Thursday, December 12, 2013

Jalousie Window rebuild (part 2)

In my last posting, I detailed some or most of the dis-assembly of a jalousie (jealous) window.  Today, I'll cover the rest of the tear-down and the re-assembly.  Fun stuff.

Removing the Rubber
Some of the old seals are, quite frankly, brutal to get out.  In particular, the seals that run along the drip-edge on the top and the bottom edge are especially nasty.  I described hammering on the top (drip edge) seal with a chisel in my last post.  The bottom edge was more accessible, but the old seal had really attached itself.  I spent literally 4+ hours getting that seal out.  In fact, from the opening kick through the final score of the SF 49ers - Seattle Seahawk game I was working on that seal (plus over an hour the day before).  Ok, enough complaining.  Just be advised that some seals are just challenging.  The best tools are a putty knife, a thin-blade screwdriver and a small hammer to smack on the handles and drive the seal out.

New Seals
The rebuild kit (kit URL) from Wolfsberg West contains 4 types of seals: the grey outer seal, the drip-edge, the glass-to-metal u-shaped seals and a long spool of a "T"-shaped seal for all the openings.  I skipped the u-shaped ones, because those seals are completely fine on mine.  The glass frames separate the same way as the main frames: Phillip's head bolts from top & bottom at each end.  I found installing the seals to be similarly easy for some, hard for others.  Oddly enough, the ones which were easy to get out were the hardest to put in and vice-versa.  The drip-edge and bottom "T" seal were easy: start at one end, thread it in to start and then pull with a pair of needle-nose pliers.  For orientation of the "T" shaped seals, the flat half should be on the inner-side of the opening and the stripped edge should be on the outer-side.  To install the "T" seals on the sides, you will need to fiddle the louvers up and down while feeding the seal through.  I found a putty knife was a useful way of creating a tiny space between the louver arm and the seal channel so I could slide the seal through.

New Cranks

Before putting the window back together, the new crank mechanism needs to be installed.  I hit the hardware store on the way home from work and picked up 2-pairs of fastener sets: 4mm*20mm bolt, 4mm locknut, 2 washers.  These fit perfectly through the crank-control and the window side.  There are 4 holes in the control, but only 3 in the window frame.  Use the 2 which are diagonal from each other.  Otherwise, the bolt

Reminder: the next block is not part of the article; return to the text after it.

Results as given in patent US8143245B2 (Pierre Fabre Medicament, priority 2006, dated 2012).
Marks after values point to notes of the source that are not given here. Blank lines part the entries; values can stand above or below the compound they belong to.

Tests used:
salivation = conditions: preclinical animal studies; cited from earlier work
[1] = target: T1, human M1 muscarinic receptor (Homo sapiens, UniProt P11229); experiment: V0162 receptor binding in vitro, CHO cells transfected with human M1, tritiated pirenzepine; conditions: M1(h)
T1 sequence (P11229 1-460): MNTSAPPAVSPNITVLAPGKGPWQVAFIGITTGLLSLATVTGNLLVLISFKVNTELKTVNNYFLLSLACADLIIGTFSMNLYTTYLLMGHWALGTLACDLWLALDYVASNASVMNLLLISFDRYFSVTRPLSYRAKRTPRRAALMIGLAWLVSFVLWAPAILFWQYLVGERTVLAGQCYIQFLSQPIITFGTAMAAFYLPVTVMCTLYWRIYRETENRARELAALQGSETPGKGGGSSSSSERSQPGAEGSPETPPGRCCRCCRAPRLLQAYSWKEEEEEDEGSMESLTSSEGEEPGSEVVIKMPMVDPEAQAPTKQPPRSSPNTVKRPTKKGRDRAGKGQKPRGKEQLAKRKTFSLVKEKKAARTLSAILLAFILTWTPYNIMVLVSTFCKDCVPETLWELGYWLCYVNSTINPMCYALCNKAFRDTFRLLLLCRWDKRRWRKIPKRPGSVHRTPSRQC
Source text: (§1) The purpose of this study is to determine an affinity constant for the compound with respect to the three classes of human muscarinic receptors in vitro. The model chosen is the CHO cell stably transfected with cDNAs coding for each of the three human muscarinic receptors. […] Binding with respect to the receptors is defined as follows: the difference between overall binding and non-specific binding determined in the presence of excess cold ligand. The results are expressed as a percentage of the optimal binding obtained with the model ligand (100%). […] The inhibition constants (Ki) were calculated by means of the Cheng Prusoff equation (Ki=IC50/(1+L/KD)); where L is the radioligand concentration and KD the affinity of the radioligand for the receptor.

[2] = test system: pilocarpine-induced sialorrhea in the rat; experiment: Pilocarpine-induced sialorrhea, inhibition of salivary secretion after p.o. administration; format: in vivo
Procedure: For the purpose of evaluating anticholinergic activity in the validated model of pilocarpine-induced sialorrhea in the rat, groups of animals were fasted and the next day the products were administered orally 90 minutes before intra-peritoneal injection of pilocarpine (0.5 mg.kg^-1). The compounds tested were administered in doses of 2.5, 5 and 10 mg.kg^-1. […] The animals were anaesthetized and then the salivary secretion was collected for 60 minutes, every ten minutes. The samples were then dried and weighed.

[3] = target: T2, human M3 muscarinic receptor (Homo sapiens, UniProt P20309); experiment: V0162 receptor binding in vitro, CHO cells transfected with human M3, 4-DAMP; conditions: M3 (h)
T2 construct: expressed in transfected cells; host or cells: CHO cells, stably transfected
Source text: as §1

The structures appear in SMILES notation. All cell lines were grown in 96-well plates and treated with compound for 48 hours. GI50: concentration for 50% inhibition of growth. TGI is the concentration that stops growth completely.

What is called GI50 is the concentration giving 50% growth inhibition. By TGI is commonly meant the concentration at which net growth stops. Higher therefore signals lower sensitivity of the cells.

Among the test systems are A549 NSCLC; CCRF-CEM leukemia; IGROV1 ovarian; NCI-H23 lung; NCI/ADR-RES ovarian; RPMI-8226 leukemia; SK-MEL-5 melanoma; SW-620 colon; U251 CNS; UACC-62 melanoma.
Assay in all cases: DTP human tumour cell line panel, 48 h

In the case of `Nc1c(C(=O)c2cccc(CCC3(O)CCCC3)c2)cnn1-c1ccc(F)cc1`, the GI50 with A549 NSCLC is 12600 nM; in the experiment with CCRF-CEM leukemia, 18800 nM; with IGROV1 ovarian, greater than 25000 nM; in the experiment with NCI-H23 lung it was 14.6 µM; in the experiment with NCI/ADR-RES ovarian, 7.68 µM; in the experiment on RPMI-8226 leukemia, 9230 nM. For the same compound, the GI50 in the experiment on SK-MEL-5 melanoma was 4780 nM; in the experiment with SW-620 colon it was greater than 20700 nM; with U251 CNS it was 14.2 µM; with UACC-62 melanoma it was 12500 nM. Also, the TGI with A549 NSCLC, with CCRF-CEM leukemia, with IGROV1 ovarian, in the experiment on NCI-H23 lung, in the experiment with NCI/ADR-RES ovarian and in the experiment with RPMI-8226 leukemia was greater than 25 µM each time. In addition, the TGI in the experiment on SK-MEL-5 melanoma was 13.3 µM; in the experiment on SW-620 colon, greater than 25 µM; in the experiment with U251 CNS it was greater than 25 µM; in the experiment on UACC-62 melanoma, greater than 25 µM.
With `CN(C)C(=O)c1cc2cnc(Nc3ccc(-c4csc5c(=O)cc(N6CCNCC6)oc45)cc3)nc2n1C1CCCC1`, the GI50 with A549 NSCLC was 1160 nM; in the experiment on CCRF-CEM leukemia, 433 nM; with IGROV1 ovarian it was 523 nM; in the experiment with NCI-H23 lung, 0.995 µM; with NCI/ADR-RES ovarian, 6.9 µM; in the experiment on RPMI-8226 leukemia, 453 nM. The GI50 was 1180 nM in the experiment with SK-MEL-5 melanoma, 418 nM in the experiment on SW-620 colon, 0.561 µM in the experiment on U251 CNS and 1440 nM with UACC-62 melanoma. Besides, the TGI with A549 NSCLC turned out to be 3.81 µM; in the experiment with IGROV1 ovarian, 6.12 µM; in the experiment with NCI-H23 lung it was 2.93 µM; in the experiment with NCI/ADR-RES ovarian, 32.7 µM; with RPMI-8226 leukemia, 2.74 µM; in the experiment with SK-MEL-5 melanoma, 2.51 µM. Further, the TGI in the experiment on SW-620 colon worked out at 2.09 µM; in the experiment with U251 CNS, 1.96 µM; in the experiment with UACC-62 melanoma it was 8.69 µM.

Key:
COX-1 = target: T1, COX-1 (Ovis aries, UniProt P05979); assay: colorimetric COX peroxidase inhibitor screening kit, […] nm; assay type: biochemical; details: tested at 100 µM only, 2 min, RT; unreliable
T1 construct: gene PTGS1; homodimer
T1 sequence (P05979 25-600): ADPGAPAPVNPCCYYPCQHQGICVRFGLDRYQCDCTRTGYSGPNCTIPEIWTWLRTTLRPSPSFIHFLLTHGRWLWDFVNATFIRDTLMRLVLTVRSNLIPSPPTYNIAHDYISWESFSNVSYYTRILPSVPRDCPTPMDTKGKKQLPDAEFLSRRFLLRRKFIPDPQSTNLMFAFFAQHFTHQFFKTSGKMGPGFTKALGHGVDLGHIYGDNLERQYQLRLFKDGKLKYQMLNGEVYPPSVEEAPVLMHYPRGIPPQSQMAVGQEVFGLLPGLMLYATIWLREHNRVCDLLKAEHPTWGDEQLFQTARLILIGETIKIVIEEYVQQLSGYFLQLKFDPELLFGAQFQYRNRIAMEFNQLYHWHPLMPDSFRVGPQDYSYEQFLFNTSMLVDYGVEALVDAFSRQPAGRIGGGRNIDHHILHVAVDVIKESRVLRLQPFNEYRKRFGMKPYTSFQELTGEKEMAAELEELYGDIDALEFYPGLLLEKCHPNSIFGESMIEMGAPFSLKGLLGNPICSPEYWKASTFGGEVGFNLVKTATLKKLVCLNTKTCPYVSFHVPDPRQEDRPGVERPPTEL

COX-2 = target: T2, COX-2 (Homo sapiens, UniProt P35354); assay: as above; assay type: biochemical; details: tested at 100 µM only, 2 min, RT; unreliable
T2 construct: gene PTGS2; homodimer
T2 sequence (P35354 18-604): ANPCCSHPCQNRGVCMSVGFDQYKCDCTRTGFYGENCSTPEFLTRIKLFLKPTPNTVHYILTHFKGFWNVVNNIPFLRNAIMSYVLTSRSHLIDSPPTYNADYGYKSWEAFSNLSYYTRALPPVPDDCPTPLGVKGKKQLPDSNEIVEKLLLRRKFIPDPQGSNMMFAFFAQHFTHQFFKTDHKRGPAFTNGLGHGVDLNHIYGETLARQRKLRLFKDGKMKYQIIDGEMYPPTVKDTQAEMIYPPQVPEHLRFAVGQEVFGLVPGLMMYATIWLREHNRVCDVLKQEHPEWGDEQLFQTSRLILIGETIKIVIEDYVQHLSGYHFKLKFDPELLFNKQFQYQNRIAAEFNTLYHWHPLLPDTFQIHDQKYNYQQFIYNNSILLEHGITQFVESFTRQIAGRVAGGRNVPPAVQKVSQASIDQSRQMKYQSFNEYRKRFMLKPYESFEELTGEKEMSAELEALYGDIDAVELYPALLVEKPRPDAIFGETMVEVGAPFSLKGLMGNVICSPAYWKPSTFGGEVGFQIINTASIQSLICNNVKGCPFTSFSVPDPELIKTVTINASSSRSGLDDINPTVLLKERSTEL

head will interrupt the operation of the crank.  Orient the bolt so the nut is on the outside of the window for the same reason.  Put on the crank handle and tighten it down.  Rotate the handle (moving the controller) all the way open.p

Putting The Crank Back Together
Okay, so the seals are in, the metal polished (sorta) and the glass has been cleaned.  We're ready to put it all back together again.  First, grab the louver control arm.  It needs to have the 2 little tabs that look like old can pull tabs put back on the arm, if they aren't already.  They need to point the same way.  Take the rod and fit it into the crank / controller thing such that the pull-tab looking thing points towards the outside of the window and upwards.  Push the louvers up as if the window was all the way open.  Now, pull the C-clip off the louver control arm, slide the pull-tab thing onto the end and return the C-clip.  Repeat the process on the other end of the control arm.  I may be overly laboring this description, but this is key to getting your window to work right.  Once the louvers are connected, assemble the lower half of the window.

Window Assembly
At this point, you have a control rod barely holding 2 louver control parts together.  Grab the lower window frame and set it into place, lining up the outer window edges.  The screw holes and channels should line right up.  Thread in the 4 screws, checking the alignment along the way.  Before you torque them all the way down, check the movement of the louvers with the crank handle.  Next, start installing the glass panes from bottom to top.  These should fit right in, bolting in 2 bolts at each end.  I found it was easier to do the bolt further from the hinge first.  Once its most of the way in, start the bolt near the hinge.  After the top pane is in, crank the window closed and then install the top of the frame.  The drip-edge rubber, at least in my case, really wants to flop under the top glass pane.  So, check that as you thread in the screws, and then tighten them down.  Now, the window is back in one piece.  Next step: re-install.  I have some painting to do first (if the weather ever gets above freezing again), so it may be a while before I post that part.

That's it for today.  Thanks for following along!